There is a new and very bright comet out there.  Which of course means that it is the end of the world as we know it… maybe.  Maybe not.  In any event, it should be bright! And we might need either Bruce Willis, or Robert Duval, or both!

From NatGeo:

New Comet Discovered—May Become “One of Brightest in History”
Next year comet 2012 S1 might outshine the moon.

Andrew Fazekas

for National Geographic News

Published September 27, 2012

If astronomers’ early predictions hold true, the holidays next year may hold a glowing gift for stargazers—a superbright comet, just discovered streaking near Saturn.

Even with powerful telescopes, comet 2012 S1 (ISON) is now just a faint glow in the constellation Cancer. But the ball of ice and rocks might become visible to the naked eye for a few months in late 2013 and early 2014—perhaps outshining the moon, astronomers say.  [Huge bright comet.  What could go wrong?]

The comet is already remarkably bright, given how far it is from the sun, astronomer Raminder Singh Samra said. What’s more, 2012 S1 seems to be following the path of the Great Comet of 1680, considered one of the most spectacular ever seen from Earth.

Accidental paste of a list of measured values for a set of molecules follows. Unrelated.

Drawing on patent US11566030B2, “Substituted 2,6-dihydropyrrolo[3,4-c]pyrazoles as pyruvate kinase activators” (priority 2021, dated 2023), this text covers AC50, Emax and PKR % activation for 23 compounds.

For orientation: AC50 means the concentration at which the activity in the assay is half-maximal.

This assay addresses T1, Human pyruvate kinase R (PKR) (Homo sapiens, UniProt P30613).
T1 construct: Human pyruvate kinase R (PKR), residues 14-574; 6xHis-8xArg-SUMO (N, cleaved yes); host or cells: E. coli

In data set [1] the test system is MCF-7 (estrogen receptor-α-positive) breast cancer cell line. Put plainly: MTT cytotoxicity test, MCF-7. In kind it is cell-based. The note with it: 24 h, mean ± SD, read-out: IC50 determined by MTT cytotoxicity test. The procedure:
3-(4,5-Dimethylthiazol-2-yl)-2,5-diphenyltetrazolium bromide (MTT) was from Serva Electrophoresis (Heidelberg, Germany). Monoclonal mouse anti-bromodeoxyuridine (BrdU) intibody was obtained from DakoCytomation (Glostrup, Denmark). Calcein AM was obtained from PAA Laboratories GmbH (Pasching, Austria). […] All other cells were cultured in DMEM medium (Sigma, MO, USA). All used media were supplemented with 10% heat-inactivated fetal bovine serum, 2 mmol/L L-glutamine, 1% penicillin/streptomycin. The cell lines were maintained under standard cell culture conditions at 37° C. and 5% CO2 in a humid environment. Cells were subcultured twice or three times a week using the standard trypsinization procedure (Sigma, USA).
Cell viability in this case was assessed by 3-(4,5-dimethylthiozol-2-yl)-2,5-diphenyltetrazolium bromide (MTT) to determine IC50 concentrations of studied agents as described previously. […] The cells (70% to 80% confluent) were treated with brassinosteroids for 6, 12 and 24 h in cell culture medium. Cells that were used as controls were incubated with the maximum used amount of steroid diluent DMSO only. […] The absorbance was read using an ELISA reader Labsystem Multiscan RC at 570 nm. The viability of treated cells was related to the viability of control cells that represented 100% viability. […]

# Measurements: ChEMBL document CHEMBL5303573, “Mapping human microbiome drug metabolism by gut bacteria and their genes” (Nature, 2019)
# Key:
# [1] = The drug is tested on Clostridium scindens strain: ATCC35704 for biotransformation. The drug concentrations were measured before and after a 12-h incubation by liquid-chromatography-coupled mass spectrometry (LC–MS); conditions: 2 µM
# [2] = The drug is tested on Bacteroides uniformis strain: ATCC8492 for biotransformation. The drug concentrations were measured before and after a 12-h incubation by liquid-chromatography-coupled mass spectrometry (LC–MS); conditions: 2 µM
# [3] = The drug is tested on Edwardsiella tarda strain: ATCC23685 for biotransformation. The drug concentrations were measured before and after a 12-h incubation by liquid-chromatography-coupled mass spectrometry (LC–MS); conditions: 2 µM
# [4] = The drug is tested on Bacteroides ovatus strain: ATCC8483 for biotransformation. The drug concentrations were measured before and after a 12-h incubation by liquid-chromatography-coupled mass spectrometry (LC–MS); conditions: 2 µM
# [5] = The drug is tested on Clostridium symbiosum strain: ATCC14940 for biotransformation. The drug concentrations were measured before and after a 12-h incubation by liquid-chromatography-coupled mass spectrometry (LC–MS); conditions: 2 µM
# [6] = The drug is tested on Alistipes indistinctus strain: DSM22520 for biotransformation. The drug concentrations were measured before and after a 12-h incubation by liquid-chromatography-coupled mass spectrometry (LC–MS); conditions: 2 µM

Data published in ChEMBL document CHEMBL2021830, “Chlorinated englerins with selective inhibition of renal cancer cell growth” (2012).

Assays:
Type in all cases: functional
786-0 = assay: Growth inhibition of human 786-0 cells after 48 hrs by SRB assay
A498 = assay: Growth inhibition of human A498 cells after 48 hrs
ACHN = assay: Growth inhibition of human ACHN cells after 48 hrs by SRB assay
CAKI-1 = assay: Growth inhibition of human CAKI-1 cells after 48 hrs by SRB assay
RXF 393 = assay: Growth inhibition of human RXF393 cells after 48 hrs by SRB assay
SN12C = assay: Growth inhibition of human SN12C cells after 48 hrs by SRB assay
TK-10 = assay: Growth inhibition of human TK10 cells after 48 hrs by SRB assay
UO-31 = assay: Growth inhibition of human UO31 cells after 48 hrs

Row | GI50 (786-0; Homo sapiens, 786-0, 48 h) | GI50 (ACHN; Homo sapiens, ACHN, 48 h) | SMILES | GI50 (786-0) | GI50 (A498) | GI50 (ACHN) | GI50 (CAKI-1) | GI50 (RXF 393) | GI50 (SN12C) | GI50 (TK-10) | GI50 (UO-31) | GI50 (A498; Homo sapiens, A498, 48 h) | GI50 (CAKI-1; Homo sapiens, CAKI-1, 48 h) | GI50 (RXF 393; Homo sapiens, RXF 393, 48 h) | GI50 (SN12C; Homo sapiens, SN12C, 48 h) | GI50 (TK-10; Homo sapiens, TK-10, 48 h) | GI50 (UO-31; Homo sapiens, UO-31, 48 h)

“If it lives up to expectations, this comet may be one of the brightest in history,” said Samra, of the H.R. MacMillan Space Centre in Vancouver, Canada.  [And then the running and screaming begins, and the doom and rapidly deployed space shuttles… no wait… we don’t have any.  We don’t have any civilian shuttles.]

So what makes a comet a showstopper? A lot depends on how much gas and dust is blasted off [rather like the DNC…] the central core of ice and rocks. The bigger the resulting cloud and tail, the more reflective the body may be.

Because 2012 S1 appears to be fairly large—possibly approaching two miles (three kilometers) wide [We are clearly doomed.   Doomed.] and will fly very close to the sun, astronomers have calculated that the comet may shine brighter, though not bigger, than the full moon in the evening sky.


As the sun’s gravity pulls the comet closer, it should pass about 6.2 million miles (10 million kilometers) from Mars—possibly a unique photo opportunity for NASA’s new Curiosity rover.  [That’s pretty cool.]

Current orbital predictions indicate the comet will look brightest to us in the weeks just after its closest approach to the sun, on November 28, 2013—if 2012 S1 survives the experience.


Since this is Friday, and since we know we are all going to die, this is a great opportunity to remind you to buy some Mystic Monk Coffee (HERE), send me a donation – because the comet is coming and you won’t need it – and then to …


Some of you may have a lot of sins weighing you down.


Most parishes have some opportunities for confession on Saturdays.


Seriously, we don’t know the day or the hour.  Use the Sacrament of Penance well.  This is how the Lord Himself wanted us to return to a proper relationship with Himself and Holy Church and our neighbor, both near and far.

About Fr. John Zuhlsdorf

Fr. Z is the guy who runs this blog. o{]:¬)